Veteran Great Oaks Career Campuses educator Russ Crosthwaite has been honored with a Lifetime Achievement Award from the career-technical student organization SkillsUSA Ohio. Crosthwaite, who is currently a Teaching and Learning Coordinator, has helped thousands of Great Oaks students develop professionally through SkillsUSA Ohio since 1992.
Crosthwaite spent nearly two decades as a contractor on large construction projects, when a faculty member at Wright State University suggested he consider teaching. “I was already coaching and enjoyed motivating, teaching and watching players develop and grow in athletics,” he said. “I could see how I would be I using those same skills to help train and develop young people for a career in the welding manufacturing area.”
He joined Great Oaks in 1992 as a welding instructor at Diamond Oaks Career Campus. “I quickly realized how vitally important it is for Instructors to possess and model pride and ownership in every aspect of classroom management and instruction. Daily details–attendance, uniform, respectful behavior–and proper practice of lab skills created pride and a sense of accomplishment with students. Motivating young people, modeling professional work ethic and teaching trade skills became by passion and purpose.”
He became involved with SkillsUSA during his first year at Diamond Oaks. For Great Oaks, he worked directly with students at the campus and district level, and currently coordinates regional and state competition for SkillsUSA Ohio. He also joined the SkillsUSA Board of Directors through his involvement with the Ohio Trade and Industrial Educational Supervisors’ Association (OTIESA). “As part of my role as OTIESA President Elect, then President, I was involved in planning and oversight of the SkillsUSA Southwest Regional Competitions and as a member of the SkillsUSA Board of Directors.” Even after his term as OTIESA President, he continued on the SkillsUSA board for ten more years.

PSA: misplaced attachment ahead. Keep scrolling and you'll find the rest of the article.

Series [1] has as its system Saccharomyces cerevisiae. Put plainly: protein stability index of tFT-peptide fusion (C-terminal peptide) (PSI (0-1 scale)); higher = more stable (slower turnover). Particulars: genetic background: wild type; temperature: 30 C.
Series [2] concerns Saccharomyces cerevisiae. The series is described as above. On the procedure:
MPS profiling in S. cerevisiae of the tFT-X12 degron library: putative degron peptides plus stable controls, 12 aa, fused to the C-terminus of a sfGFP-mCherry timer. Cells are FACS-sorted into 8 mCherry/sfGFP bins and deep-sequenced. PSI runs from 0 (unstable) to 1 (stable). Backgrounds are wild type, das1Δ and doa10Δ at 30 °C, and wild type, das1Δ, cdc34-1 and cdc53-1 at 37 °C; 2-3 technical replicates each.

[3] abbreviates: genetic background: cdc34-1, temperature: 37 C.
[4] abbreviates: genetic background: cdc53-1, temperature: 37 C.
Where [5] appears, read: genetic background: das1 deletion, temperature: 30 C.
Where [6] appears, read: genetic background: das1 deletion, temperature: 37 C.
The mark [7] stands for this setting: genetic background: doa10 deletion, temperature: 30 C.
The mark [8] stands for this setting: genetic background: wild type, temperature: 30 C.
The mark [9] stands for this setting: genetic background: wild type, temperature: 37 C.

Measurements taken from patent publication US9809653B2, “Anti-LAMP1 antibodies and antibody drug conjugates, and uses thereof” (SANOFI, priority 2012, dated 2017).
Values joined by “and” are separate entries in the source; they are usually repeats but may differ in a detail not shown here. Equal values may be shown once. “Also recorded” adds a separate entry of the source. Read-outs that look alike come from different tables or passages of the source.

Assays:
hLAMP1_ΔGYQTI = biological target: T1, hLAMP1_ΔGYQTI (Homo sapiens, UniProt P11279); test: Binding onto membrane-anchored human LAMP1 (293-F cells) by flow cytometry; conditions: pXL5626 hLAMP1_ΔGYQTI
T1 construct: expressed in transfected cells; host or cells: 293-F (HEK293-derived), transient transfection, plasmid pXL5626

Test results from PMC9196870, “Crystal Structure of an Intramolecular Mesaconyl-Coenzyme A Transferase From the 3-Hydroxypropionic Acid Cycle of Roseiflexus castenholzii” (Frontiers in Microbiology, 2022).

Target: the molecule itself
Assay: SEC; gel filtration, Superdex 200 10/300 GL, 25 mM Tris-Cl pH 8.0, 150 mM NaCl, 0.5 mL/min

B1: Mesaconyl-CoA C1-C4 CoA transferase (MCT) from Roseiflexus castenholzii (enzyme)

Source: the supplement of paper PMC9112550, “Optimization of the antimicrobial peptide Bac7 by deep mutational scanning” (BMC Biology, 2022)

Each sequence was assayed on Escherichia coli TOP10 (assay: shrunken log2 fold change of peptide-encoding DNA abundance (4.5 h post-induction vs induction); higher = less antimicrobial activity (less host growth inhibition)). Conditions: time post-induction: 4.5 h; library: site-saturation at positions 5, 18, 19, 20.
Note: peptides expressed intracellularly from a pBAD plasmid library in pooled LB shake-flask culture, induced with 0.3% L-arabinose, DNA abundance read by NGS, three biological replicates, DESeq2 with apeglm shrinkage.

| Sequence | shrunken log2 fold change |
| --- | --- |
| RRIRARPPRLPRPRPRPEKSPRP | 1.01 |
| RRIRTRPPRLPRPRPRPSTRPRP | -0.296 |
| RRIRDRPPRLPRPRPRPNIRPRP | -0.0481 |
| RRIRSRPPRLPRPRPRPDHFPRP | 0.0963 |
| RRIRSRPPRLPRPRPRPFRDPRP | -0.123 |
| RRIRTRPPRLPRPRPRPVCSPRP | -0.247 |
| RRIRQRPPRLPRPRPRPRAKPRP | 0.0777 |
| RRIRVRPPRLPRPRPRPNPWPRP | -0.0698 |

“I believe in SkillsUSA’s mission to empower its members to become world-class workers, leaders and responsible American citizens, said Crosthwaite. “The daily practice of SkillsUSA within our programs locally and at the regional, state and national level will only improve the quality of our students and our skilled workforce.”
Hundreds of Great Oaks students in machining, cosmetology, law enforcement, automotive technology, and other career programs participate in SkillsUSA local and regional activities each year, and typically about two dozen qualify for state or national competition.
More than 32,000 Ohio students are members of SkillsUSA.